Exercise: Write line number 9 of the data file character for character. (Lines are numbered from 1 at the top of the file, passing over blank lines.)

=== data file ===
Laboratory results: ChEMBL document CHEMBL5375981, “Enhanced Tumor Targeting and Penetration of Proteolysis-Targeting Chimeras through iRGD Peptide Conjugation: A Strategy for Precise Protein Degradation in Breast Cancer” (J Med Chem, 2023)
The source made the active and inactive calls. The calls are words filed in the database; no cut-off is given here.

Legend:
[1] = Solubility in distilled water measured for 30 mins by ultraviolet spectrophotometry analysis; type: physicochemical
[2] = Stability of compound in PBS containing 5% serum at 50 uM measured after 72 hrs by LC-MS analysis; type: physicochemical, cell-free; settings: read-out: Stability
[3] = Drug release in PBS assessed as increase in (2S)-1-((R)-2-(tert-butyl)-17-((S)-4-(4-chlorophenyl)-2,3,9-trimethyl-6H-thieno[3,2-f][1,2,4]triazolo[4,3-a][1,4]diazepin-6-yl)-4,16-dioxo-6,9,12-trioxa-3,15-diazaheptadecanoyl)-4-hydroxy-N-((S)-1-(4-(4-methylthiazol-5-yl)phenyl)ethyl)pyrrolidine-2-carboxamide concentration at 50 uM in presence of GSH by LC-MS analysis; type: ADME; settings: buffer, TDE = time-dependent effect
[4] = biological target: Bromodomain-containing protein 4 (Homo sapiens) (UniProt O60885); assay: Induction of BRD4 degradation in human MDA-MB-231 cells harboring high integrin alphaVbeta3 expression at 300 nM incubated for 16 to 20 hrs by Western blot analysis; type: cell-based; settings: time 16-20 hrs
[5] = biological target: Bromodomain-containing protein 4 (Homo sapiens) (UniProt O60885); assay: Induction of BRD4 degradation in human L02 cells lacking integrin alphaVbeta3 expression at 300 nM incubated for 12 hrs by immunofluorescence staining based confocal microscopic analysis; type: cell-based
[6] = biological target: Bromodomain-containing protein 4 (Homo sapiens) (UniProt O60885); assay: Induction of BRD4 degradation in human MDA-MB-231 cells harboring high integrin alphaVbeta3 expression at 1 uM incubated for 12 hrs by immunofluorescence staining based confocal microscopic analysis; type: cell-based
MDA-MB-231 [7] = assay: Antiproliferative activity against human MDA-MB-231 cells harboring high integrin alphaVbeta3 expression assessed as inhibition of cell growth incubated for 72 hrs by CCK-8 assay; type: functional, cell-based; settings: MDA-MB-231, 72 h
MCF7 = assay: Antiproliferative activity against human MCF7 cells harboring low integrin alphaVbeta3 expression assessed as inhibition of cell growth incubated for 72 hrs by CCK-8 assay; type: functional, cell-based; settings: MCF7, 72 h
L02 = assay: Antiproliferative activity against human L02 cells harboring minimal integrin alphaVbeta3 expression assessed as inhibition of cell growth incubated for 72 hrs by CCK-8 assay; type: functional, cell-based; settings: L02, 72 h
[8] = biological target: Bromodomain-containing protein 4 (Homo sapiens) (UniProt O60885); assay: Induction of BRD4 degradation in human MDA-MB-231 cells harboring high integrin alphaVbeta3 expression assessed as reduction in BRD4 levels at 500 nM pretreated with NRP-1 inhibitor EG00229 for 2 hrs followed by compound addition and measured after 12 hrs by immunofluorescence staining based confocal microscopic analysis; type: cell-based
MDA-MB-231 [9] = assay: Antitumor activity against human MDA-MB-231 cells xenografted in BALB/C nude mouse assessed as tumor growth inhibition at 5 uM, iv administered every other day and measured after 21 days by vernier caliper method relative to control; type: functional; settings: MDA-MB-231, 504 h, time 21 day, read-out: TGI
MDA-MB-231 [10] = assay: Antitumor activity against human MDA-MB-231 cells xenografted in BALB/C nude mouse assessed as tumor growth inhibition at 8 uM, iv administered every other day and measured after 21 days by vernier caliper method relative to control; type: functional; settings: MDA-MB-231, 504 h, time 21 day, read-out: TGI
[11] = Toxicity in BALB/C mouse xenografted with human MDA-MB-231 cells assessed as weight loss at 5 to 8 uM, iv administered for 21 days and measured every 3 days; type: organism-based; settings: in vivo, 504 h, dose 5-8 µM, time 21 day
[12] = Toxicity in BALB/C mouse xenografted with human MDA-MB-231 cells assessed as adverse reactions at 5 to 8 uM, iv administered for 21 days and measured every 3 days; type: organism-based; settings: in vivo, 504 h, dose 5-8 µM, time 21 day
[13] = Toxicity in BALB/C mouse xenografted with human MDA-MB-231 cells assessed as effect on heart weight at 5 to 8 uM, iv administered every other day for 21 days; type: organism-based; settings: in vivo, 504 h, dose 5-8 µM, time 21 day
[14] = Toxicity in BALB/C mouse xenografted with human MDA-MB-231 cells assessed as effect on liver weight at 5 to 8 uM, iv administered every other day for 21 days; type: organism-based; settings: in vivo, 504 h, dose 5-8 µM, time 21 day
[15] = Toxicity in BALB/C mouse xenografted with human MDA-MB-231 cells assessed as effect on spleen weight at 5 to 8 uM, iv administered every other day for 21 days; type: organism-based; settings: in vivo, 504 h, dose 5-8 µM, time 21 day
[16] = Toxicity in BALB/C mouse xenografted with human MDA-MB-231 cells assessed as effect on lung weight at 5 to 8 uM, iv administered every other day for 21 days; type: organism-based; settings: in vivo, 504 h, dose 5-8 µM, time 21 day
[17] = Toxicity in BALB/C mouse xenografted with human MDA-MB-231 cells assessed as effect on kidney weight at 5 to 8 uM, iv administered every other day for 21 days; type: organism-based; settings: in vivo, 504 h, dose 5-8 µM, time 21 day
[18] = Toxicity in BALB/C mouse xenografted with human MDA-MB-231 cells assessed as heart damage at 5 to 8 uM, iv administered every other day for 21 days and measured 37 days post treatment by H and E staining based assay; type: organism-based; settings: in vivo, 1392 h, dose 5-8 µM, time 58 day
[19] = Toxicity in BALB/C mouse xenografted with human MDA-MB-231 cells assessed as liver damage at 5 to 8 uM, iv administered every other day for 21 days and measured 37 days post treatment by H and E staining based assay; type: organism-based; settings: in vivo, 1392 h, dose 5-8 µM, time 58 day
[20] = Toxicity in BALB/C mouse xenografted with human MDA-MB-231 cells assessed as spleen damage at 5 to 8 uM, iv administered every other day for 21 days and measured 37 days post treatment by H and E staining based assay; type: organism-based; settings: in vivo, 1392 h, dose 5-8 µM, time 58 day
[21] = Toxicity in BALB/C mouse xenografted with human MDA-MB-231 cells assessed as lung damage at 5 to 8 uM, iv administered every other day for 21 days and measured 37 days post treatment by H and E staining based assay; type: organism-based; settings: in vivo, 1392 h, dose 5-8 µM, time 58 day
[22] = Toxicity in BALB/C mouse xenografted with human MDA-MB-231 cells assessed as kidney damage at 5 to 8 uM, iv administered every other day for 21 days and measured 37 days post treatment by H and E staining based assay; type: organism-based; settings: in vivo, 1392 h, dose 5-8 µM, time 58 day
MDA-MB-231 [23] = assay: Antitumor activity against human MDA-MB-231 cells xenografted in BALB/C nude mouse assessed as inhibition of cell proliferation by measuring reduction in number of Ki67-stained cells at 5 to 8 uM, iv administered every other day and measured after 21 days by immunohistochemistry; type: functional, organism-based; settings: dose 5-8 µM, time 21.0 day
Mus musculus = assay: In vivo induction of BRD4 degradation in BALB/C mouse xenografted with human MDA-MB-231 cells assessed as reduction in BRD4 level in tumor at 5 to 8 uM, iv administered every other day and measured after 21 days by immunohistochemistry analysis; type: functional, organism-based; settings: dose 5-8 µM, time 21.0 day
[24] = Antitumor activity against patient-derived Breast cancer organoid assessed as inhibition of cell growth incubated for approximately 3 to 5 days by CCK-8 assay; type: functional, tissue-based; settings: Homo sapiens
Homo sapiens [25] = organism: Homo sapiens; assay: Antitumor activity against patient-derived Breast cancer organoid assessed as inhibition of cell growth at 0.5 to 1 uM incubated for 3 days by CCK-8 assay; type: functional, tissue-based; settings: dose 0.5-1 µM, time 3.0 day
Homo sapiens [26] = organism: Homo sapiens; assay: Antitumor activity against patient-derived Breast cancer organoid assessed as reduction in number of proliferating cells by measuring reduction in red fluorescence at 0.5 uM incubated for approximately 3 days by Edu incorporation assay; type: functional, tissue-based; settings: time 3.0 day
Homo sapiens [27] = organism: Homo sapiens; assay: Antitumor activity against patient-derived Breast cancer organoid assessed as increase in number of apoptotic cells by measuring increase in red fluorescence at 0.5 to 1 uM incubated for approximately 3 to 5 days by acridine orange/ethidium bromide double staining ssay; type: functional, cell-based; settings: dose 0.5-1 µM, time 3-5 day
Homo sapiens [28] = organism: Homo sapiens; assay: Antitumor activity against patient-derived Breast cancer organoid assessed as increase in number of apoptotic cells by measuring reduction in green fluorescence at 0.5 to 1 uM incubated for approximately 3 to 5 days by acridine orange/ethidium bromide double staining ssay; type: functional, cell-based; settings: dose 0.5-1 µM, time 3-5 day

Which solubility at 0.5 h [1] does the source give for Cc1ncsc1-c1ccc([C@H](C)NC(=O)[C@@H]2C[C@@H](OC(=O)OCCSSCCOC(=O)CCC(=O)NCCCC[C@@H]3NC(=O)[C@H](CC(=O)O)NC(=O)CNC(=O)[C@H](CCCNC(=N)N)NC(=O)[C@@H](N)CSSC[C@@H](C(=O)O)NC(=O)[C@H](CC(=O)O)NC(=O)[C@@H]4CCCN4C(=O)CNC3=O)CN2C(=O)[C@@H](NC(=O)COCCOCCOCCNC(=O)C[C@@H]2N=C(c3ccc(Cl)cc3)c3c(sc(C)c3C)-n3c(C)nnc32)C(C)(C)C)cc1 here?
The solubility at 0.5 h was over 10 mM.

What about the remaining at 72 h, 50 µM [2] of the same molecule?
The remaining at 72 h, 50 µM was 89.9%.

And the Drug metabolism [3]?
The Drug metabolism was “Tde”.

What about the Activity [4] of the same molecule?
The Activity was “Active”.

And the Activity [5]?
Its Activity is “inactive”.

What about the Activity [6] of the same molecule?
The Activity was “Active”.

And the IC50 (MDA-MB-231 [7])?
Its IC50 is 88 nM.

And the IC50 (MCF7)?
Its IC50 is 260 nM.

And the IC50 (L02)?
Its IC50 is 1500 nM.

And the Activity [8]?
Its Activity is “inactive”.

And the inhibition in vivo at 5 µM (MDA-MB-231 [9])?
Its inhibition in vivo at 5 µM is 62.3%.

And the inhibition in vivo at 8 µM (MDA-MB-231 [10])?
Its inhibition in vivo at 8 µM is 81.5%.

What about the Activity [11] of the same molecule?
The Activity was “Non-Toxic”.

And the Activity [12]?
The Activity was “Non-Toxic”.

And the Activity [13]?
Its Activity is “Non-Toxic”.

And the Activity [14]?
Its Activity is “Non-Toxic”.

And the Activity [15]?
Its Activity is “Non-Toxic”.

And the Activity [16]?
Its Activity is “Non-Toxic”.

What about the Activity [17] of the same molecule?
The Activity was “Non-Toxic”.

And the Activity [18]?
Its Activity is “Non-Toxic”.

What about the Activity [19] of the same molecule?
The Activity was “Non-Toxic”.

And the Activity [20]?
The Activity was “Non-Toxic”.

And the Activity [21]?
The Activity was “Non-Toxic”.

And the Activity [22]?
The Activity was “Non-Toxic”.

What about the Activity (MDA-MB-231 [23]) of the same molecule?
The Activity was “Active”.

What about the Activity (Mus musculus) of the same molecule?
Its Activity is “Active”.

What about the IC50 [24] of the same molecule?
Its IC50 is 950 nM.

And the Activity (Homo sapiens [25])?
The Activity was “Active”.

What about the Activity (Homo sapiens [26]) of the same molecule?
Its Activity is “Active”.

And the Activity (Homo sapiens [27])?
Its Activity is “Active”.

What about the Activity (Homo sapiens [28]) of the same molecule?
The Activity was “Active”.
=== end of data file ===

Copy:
[6] = biological target: Bromodomain-containing protein 4 (Homo sapiens) (UniProt O60885); assay: Induction of BRD4 degradation in human MDA-MB-231 cells harboring high integrin alphaVbeta3 expression at 1 uM incubated for 12 hrs by immunofluorescence staining based confocal microscopic analysis; type: cell-based